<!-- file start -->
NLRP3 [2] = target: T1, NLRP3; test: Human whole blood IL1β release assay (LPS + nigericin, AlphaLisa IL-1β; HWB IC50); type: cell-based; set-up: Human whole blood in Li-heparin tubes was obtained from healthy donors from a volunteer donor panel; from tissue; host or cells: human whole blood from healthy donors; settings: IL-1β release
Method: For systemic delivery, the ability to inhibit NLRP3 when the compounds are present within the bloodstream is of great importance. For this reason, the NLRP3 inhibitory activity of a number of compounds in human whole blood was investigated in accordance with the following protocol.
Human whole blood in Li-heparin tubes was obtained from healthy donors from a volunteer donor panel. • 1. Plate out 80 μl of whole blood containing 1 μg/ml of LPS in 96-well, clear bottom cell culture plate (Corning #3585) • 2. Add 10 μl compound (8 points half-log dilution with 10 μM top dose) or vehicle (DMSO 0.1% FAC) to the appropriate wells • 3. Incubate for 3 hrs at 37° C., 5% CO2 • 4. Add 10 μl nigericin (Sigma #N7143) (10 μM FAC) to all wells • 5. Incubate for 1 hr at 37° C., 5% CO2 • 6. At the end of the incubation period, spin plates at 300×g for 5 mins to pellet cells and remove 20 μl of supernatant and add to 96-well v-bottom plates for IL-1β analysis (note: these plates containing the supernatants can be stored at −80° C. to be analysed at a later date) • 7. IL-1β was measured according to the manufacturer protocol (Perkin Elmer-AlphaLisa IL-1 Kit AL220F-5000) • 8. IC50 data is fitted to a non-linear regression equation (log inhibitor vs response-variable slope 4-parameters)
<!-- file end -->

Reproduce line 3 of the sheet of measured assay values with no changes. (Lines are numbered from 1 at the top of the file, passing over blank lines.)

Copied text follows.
Human whole blood in Li-heparin tubes was obtained from healthy donors from a volunteer donor panel. • 1. Plate out 80 μl of whole blood containing 1 μg/ml of LPS in 96-well, clear bottom cell culture plate (Corning #3585) • 2. Add 10 μl compound (8 points half-log dilution with 10 μM top dose) or vehicle (DMSO 0.1% FAC) to the appropriate wells • 3. Incubate for 3 hrs at 37° C., 5% CO2 • 4. Add 10 μl nigericin (Sigma #N7143) (10 μM FAC) to all wells • 5. Incubate for 1 hr at 37° C., 5% CO2 • 6. At the end of the incubation period, spin plates at 300×g for 5 mins to pellet cells and remove 20 μl of supernatant and add to 96-well v-bottom plates for IL-1β analysis (note: these plates containing the supernatants can be stored at −80° C. to be analysed at a later date) • 7. IL-1β was measured according to the manufacturer protocol (Perkin Elmer-AlphaLisa IL-1 Kit AL220F-5000) • 8. IC50 data is fitted to a non-linear regression equation (log inhibitor vs response-variable slope 4-parameters)